As the sun shines on the hoodoos they seem to go up in flames. As we hiked on our way down it seemed as if we were being engulfed by flames that aspired to touch the sky.
The views left us speechless. We could have spent several days out there, however, as the sun was about to set, dark clouds seemed to engulf us. We instinctively knew that it was time to leave. Cleon was lurking somewhere close.
I checked the early morning news and as was predicted the roads to the Bryce Canyon were closed indefinitely due to the snowstorm. “That was close,” I thought, and couldn’t help but be grateful for all the predictive technology developed by mankind.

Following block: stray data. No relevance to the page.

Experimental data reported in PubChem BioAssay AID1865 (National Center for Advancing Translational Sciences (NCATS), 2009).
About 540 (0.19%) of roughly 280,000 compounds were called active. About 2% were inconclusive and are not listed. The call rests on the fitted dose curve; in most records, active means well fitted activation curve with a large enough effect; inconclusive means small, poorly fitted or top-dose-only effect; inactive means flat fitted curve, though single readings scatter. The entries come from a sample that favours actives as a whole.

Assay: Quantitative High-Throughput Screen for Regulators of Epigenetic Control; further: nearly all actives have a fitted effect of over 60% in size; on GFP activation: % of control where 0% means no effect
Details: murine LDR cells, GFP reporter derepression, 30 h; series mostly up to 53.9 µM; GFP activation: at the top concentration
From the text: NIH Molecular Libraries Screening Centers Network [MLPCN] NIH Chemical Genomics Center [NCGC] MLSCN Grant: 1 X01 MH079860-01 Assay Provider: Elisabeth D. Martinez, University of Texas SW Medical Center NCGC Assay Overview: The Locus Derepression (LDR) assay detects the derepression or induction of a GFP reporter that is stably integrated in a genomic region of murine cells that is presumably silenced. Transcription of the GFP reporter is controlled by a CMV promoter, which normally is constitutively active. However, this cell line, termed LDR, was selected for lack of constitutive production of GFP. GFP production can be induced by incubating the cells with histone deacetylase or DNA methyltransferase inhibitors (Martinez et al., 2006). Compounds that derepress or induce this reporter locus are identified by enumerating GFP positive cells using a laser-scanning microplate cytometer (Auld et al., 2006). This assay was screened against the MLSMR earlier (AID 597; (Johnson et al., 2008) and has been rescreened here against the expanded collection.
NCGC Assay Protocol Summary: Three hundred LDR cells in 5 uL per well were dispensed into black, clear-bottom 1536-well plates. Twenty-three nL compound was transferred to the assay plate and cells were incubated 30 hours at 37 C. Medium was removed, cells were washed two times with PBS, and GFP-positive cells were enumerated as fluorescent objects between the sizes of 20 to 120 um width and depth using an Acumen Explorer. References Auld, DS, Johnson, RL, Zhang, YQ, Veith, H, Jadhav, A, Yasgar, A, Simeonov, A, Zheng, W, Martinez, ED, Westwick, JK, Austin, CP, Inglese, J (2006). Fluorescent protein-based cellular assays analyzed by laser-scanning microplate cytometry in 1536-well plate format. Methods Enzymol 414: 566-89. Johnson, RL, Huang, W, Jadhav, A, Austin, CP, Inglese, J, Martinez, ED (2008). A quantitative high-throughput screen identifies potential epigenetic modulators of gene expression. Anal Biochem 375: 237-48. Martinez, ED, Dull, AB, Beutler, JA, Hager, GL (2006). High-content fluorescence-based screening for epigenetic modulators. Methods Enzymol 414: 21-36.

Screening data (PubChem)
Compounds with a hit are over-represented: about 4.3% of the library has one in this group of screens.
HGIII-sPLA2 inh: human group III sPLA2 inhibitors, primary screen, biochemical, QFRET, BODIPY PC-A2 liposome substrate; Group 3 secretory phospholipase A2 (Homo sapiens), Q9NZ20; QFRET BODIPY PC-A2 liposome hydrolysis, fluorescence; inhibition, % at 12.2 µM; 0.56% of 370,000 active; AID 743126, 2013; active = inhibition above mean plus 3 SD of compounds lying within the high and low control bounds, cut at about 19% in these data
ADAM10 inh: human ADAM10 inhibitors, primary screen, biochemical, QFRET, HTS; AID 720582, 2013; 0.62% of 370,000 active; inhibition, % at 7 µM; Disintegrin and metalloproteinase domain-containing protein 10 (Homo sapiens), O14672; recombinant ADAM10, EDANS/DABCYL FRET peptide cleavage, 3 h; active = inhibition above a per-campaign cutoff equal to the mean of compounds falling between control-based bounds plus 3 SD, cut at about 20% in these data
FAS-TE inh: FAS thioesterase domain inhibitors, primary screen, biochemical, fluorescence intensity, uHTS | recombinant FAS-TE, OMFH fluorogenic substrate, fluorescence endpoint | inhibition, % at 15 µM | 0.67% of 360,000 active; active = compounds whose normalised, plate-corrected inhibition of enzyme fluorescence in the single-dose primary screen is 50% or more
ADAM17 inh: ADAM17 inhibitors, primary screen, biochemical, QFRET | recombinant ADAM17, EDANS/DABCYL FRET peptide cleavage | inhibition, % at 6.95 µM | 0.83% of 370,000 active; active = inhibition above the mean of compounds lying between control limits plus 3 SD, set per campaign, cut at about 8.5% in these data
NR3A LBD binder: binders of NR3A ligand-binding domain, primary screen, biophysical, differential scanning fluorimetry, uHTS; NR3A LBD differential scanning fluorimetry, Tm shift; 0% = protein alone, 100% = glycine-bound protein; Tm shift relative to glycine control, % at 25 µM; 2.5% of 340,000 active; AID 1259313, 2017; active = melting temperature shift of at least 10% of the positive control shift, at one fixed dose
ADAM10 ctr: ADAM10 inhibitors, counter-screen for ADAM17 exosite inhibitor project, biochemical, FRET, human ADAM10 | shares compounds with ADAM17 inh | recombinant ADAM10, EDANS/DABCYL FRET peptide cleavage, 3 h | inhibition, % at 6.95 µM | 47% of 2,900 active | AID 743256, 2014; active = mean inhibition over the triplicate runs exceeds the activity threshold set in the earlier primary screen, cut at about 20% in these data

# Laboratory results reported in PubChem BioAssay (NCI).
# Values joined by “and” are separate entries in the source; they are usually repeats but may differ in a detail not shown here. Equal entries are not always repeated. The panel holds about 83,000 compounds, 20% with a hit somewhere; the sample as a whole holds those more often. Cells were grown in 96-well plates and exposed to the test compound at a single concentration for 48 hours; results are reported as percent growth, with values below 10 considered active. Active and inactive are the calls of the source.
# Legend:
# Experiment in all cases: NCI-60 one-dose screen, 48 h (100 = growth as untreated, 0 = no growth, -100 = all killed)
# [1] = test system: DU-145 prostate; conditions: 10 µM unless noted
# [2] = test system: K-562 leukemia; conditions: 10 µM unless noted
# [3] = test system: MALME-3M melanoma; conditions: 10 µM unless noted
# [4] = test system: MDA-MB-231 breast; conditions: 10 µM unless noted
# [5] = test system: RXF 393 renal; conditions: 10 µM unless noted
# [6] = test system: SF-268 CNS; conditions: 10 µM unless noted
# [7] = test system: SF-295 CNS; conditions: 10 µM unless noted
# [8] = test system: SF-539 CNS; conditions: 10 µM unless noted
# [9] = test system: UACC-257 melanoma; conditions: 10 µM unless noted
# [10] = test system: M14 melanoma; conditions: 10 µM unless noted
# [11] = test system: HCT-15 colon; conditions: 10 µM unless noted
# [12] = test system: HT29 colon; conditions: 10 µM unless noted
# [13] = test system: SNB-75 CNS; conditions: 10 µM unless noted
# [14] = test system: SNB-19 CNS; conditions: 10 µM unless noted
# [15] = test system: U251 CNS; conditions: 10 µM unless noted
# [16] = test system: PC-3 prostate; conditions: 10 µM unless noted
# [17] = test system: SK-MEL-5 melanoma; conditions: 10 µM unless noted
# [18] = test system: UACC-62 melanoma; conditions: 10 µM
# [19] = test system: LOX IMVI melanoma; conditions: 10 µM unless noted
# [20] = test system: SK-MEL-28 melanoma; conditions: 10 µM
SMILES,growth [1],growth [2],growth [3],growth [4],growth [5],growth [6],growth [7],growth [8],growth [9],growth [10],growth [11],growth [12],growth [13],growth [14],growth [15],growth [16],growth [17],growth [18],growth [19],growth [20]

After a few hours we found ourselves huddled in a small room with other hikers, in a nondescript Bureau of Land Management (BLM) office in Kanab, Utah hoping to win the lottery that’ll get us a permit to visit the Wave. As the winter storm Cleon was expected to hit the Arizona-Utah border the next day, a BLM staffer rightfully warned us of the dangers of hiking in such an adverse weather before beginning the ritual. As if that wasn’t enough, he went on to say that many hikers get lost while hiking and never discover the Wave. There are also a few cases of reported deaths due to extreme weather conditions or from falling in the slot canyons after getting lost in the dark. That I think was enough to scare the bejesus out of almost everyone in the room. Eventually, it became a non-event as only seven hikers including me and my family remained (a lottery is held if more than ten persons are seeking a permit). You can get more information regarding the permits here.